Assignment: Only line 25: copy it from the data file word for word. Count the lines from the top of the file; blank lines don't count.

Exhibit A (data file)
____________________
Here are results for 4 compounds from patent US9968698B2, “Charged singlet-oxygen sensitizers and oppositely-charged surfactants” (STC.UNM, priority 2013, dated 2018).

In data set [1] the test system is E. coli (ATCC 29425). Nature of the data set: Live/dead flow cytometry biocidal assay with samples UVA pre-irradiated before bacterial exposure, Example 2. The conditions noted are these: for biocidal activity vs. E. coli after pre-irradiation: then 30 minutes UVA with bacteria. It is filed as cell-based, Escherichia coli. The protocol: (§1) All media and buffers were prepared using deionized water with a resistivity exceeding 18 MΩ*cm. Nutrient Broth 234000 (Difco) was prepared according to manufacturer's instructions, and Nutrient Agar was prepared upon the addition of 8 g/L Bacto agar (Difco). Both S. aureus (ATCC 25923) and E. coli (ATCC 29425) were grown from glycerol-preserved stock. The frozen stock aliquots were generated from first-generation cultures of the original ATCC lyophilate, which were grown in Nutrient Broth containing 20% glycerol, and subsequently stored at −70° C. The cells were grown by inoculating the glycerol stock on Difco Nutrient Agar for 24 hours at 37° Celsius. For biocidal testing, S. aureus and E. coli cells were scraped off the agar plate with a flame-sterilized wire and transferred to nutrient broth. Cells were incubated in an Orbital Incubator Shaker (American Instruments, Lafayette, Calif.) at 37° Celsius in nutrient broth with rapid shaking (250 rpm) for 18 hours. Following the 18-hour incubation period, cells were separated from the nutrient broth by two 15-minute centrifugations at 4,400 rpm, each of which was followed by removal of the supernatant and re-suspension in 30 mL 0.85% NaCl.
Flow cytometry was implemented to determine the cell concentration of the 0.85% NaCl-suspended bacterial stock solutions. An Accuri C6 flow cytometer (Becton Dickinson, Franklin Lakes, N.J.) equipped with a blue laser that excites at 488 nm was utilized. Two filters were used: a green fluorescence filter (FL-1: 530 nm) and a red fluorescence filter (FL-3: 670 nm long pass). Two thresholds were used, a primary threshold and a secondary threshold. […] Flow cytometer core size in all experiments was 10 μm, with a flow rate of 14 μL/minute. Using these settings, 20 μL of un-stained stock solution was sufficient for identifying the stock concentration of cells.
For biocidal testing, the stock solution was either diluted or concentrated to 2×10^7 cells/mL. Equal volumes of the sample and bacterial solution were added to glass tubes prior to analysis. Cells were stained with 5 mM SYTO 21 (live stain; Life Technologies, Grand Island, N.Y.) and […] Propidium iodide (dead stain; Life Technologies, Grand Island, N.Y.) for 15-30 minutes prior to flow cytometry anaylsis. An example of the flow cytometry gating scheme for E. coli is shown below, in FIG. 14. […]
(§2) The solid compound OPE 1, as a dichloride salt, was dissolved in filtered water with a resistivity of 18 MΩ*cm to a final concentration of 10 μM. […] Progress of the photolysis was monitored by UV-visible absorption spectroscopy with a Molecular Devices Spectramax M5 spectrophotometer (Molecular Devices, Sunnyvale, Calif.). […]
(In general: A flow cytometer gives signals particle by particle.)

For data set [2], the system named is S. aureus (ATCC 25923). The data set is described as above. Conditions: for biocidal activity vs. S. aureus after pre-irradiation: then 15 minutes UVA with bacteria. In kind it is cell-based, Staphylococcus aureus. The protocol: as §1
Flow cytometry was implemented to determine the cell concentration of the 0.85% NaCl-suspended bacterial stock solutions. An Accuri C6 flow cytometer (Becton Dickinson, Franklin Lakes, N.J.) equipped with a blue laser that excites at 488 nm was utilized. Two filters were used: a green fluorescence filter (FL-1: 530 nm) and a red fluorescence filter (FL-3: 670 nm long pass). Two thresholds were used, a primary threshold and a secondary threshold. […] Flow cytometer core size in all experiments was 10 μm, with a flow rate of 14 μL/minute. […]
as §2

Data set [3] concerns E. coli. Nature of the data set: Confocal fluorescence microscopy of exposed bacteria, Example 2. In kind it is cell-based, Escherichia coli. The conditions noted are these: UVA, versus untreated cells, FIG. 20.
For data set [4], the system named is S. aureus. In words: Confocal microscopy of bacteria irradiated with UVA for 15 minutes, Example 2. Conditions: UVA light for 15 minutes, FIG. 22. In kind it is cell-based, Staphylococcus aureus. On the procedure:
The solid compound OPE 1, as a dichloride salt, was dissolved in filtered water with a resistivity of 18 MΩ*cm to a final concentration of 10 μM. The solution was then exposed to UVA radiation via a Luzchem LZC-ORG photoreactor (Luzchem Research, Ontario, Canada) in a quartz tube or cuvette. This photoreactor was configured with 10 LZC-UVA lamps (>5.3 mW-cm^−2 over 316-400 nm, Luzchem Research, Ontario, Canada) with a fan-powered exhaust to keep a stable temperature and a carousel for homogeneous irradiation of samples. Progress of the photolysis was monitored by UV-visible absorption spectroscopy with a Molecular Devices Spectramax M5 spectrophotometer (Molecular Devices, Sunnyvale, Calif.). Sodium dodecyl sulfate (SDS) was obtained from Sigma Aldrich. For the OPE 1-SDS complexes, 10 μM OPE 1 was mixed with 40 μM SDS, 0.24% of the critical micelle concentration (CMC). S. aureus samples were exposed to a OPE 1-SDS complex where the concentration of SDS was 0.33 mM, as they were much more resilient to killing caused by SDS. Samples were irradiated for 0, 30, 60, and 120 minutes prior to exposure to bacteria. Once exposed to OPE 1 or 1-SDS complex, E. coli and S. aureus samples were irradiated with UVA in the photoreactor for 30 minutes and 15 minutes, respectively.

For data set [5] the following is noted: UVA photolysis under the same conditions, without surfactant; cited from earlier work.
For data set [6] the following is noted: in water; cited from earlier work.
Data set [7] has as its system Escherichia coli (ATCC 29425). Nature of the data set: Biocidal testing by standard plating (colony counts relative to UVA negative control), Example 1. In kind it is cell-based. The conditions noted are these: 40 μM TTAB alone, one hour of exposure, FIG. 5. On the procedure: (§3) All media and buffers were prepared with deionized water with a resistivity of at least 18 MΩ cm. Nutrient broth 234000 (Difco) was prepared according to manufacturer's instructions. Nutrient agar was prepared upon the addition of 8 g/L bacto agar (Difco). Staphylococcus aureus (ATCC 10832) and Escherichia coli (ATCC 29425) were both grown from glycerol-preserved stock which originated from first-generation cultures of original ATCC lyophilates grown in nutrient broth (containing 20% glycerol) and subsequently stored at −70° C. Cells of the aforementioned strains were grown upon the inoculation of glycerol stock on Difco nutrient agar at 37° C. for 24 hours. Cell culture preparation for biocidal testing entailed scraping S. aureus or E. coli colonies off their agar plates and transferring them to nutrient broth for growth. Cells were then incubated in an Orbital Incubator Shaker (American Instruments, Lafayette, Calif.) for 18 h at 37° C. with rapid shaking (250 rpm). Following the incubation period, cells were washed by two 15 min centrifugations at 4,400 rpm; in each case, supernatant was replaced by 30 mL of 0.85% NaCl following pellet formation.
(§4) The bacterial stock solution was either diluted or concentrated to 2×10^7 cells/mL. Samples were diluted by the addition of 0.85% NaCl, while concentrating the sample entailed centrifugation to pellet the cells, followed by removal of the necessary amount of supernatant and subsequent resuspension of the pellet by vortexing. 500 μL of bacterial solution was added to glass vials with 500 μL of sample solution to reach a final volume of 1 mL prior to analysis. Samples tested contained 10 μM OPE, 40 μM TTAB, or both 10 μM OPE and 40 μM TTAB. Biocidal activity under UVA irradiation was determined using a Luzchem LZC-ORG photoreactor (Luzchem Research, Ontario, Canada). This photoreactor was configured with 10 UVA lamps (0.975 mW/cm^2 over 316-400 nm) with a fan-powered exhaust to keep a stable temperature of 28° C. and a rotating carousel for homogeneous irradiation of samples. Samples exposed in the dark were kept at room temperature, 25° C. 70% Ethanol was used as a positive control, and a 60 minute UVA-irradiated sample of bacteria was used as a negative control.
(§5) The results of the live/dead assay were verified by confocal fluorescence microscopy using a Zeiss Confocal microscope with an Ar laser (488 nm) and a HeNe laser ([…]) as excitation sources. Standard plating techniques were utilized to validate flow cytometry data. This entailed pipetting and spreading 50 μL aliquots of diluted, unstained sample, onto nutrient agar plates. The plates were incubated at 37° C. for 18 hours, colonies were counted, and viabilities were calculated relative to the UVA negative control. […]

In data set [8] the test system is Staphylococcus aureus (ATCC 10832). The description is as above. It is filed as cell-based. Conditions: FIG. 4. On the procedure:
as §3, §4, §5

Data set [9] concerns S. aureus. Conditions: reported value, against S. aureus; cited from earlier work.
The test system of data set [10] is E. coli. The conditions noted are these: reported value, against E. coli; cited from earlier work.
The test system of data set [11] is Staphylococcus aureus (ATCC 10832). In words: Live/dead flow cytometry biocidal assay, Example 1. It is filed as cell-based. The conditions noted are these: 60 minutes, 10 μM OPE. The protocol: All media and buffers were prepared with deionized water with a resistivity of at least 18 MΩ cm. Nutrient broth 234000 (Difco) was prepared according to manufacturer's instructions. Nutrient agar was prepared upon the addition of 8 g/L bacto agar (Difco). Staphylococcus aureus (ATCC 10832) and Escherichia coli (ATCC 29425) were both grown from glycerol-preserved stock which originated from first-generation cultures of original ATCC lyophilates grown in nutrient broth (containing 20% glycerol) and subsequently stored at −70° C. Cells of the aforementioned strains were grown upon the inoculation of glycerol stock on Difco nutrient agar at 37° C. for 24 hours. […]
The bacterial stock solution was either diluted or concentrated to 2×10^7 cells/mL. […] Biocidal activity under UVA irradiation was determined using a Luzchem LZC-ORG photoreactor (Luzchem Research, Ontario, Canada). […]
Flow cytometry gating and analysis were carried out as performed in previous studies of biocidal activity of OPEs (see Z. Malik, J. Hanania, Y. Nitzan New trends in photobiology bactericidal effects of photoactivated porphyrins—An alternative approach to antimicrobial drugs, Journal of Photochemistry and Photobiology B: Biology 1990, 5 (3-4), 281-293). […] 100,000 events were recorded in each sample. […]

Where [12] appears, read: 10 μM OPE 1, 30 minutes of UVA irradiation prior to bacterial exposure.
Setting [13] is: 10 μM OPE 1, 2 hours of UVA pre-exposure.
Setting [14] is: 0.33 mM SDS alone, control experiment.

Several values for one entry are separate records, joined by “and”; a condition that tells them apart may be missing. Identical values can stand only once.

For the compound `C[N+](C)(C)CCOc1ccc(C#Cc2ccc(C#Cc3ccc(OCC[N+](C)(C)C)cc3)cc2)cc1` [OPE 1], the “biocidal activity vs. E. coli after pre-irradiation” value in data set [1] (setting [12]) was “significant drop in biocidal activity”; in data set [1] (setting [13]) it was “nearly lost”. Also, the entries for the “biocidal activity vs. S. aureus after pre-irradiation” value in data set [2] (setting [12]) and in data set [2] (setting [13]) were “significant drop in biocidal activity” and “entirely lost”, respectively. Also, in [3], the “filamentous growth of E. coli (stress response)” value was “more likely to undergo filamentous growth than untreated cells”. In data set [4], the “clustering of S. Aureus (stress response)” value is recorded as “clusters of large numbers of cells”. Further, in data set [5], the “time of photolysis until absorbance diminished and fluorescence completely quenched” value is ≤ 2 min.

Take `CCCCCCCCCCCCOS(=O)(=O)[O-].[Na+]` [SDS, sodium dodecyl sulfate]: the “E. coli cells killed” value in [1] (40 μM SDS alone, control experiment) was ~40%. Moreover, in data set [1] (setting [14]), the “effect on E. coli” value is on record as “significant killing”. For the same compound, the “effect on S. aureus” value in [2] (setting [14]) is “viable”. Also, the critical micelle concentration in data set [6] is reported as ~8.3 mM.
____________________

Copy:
Where [12] appears, read: 10 μM OPE 1, 30 minutes of UVA irradiation prior to bacterial exposure.